Are there procedures you will keep in place? 

I will definitely keep my social media and (solidify) my branding and continue to expand my line.

Any words of wisdom? 

Be seen. You must be visible. Be consistent. Start keeping your financials in order. Whether you want to grow your business or keep it as a sophisticated hobby, know your numbers. There are a lot of opportunities and grants to help small businesses, and if you’re filing it on your taxes anyway, you can get a lot of opportunities and grants if you’re keeping books; but if you are not, it’s virtually impossible.

Pam McCreary, owner of At Peace Designs jewelry and accessories (and mother of Jamila Riley of J. Riley), located in The Underground at the Sherman Phoenix, said adjusting to the volatility of the retail market was challenging: 

How was your business impacted? 

It was like dealing with a death almost. Once you get over the shock of it all, you say, “OK. I have no income coming in.” It took me a couple of weeks before I said, “OK, I gotta move. You gone have to figure out somehow to get a revenue stream going.” 

How did you regroup? 

I already had an online presence, but I had to change my way of thinking. I had to start pushing people to my website and start thinking of things people could do at home. Kids were home and parents needed things to do with them, so I started creating bracelet kits. Something to generate revenue. You have to be creative.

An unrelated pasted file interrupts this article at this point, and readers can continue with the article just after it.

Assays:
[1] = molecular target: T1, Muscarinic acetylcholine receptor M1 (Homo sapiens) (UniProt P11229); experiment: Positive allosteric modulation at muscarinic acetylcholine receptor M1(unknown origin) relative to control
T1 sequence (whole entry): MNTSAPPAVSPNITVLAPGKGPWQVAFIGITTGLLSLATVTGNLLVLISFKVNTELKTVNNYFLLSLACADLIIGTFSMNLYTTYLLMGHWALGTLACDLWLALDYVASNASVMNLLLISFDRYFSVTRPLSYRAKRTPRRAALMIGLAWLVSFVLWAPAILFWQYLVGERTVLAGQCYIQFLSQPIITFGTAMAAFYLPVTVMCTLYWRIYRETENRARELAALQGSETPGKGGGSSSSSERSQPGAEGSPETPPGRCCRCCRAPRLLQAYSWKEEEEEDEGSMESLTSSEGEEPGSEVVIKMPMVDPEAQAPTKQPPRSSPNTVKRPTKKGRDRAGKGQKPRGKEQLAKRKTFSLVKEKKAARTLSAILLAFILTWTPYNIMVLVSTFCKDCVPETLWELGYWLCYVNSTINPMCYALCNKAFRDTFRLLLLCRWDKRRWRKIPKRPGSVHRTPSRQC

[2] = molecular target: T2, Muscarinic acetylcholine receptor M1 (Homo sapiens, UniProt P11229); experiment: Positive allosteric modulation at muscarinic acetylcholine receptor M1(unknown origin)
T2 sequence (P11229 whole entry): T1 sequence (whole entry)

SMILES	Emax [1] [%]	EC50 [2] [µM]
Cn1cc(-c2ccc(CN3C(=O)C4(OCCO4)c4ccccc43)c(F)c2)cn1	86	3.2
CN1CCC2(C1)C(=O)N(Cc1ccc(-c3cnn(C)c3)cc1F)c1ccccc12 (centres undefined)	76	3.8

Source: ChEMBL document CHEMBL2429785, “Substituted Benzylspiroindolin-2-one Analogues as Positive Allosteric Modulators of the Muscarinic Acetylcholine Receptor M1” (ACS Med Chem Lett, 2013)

What did you find the most challenging? 

2020 was most challenging for me not because of COVID-19, but because I’d never worked in retail before. Always being on and dealing with people who aren’t always pleasant was an adjustment.  

What has been the most rewarding during this time? 

The last year has been a blessing and a curse. The pandemic is a horrible, horrible thing. The Black Lives Matter movement and protests have brought the Sherman Phoenix to the forefront as people are looking for Black businesses to patronize. 

Are there procedures you will keep in place? 

The regular cleaning down of everything now that the habit is there. Our online presence will definitely stay there. We will also keep our pop-up shops for other vendors. 

How are things now?

Things look promising. I’m an optimist and I’m always looking for the silver lining. Things look positive, and I am looking forward to seeing what the summer is going to bring.

Any words of wisdom? 

1. Don’t go in it for the money. You have to find something you are passionate about that brings you joy.

2. Get your team together. Surround yourself with positive, like-minded individuals. 

3. Make sure you get your business set up correctly. Protect your intellectual assets like your logo and business name. What I found during the whole pandemic is that if you don’t establish a business correctly, when you apply for grants, you don’t have the things they are looking for because you didn’t do those things. That was a hard lesson to learn, but I definitely learned it.

About this column 

Causey’s Career Corner shares stories of those who have taken a nontraditional approach to employment or an unusual career path. I will also list employment information such as job fairs, resource fairs and job training events. I encourage organizations to email me at with career information.